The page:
Mozambique could experience post-election violence after the country’s main opposition party, Renamo, called for last week’s election to be annulled, citing intimidation and fraud, a leading political analyst said Monday.
‘‘The possibility of post-election violence cannot be ruled out in Mozambique because many African countries have previously experienced similar violence after opposition parties in their countries claimed there was election rigging,” Dirk Kotze, a professor in Political Sciences at the University of South Africa, told Anadolu Agency.
Kotze said countries such as Kenya, Zimbabwe and Ivory Coast had witnessed incidents of post-election violence.
He also expressed concern that militant groups allegedly affiliated with Daesh operating in northern Mozambique could take advantage of the election dispute and terrorize citizens for their own advantage.
However, he said he is hopeful that the Southern African Development Community (SADC), a regional block of 15 countries that has been monitoring the elections, would swiftly respond to avoid conflict.
Mozambicans cast their votes in a highly contested election last Tuesday to choose a president, members of parliament and provincial leaders.
Four main political parties vied in the polls. But the contest narrowed down between the ruling party Frelimo, which has been in power since the country gained independence from Portugal in 1975, and the main opposition party and former rebel group Renamo.
According to partial election results, Frelimo obtained nearly 70% of the vote, giving President Fillipe Nyusi a commanding lead.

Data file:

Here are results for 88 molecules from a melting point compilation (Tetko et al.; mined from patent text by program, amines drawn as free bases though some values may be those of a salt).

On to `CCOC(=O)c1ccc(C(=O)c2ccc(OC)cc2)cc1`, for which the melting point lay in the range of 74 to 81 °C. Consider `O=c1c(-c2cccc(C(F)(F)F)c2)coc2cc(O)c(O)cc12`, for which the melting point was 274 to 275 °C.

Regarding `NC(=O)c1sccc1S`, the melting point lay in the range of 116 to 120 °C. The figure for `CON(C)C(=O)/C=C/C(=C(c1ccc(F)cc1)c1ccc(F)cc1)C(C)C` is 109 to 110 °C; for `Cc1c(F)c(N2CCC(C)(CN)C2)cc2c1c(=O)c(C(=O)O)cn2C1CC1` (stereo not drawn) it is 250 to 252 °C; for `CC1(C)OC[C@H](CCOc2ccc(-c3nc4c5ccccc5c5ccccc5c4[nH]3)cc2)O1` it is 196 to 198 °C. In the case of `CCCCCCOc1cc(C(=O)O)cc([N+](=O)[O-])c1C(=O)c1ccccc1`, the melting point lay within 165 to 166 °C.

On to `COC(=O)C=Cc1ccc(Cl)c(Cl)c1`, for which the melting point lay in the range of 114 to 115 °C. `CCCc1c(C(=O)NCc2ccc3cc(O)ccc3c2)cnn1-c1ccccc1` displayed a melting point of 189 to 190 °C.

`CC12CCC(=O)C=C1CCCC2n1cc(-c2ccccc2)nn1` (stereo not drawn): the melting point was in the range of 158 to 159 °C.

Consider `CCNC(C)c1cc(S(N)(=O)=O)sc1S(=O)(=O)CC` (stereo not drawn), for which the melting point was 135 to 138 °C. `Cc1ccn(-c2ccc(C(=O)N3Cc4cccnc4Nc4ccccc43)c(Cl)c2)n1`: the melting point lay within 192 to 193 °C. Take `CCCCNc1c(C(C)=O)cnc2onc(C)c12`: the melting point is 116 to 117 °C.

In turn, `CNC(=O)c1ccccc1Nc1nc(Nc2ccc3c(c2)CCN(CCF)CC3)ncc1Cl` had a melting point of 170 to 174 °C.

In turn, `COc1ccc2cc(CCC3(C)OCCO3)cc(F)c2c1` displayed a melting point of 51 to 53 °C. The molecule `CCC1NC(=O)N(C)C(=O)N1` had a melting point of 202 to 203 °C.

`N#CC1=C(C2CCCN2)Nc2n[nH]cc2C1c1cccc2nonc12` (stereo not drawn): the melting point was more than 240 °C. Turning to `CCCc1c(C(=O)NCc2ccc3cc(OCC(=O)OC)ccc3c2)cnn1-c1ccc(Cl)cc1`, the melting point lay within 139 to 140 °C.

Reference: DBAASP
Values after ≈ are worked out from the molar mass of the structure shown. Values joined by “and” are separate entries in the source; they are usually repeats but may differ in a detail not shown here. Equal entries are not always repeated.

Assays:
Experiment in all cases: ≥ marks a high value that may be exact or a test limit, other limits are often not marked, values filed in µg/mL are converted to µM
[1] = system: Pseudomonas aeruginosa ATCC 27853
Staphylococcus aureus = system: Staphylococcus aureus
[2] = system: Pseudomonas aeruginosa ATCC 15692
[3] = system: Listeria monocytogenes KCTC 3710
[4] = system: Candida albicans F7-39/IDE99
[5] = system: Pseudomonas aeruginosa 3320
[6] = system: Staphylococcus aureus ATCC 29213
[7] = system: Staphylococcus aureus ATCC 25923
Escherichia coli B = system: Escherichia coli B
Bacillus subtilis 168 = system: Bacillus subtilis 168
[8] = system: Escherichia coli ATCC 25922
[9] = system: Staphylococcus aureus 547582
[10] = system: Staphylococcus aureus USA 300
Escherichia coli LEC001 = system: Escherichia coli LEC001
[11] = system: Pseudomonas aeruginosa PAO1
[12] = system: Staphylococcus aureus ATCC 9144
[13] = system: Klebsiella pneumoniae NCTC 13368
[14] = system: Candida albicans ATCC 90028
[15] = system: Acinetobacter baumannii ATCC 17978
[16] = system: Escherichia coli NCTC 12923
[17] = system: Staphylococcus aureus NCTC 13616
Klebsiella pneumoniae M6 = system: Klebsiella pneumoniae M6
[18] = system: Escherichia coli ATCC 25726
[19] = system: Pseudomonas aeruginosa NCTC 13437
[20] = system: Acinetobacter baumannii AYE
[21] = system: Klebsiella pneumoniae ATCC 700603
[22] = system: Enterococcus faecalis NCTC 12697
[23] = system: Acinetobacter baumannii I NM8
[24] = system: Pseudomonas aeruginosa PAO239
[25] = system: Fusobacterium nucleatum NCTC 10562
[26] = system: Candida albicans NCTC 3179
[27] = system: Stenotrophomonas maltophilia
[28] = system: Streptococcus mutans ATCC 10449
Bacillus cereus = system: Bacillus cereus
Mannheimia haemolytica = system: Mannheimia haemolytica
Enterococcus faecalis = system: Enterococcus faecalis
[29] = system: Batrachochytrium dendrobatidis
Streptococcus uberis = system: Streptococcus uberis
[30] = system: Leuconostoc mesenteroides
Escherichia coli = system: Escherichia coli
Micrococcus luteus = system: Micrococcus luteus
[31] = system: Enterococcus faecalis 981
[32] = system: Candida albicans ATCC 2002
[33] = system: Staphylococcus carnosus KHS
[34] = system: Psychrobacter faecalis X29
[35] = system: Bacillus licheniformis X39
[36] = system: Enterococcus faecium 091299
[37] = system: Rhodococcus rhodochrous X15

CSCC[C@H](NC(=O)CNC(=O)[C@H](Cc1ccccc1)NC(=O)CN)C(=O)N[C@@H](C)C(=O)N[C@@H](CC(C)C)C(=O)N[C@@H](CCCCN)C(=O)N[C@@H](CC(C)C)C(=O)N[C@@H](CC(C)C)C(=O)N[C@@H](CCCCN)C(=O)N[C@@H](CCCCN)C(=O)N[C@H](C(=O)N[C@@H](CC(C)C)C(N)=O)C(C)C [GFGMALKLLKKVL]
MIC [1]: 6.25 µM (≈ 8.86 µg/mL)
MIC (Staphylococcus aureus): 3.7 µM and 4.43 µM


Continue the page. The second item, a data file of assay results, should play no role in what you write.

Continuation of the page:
His main rival -- Ossufo Momade of Renamo -- had 26%.
Renamo on Saturday rejected the results, saying the process was a sham involving ballot box stuffing, violence and other irregularities.
“We are worried about what might happen next because all opposition parties have denied the partial election results released on Friday,” Abdul Majid Mostaf a resident of the capital, Maputo, said by telephone.
Like many Mozambicans, Mostaf prays that his country does not descend into conflict like before.
Unconfirmed media reports claimed Sunday that some Mozambicans had fled to neighboring Malawi out of fear of post-election violence.
Commentators say the concluded general election is expected to test the significance of the recently signed peace deal between the government of Mozambique and Renamo sealed last August which ended years of conflict in the southern African nation.
Several African leaders attended a ceremony in Maputo for the signing of the document between Nyusi and Momade.
Renamo launched a civil war against the Frelimo government in 1975 shortly after Mozambique gained independence from Portugal.
The on-and-off conflict lasted over 15 years, claiming around one million lives.
By Hassan Isilow in Johannesburg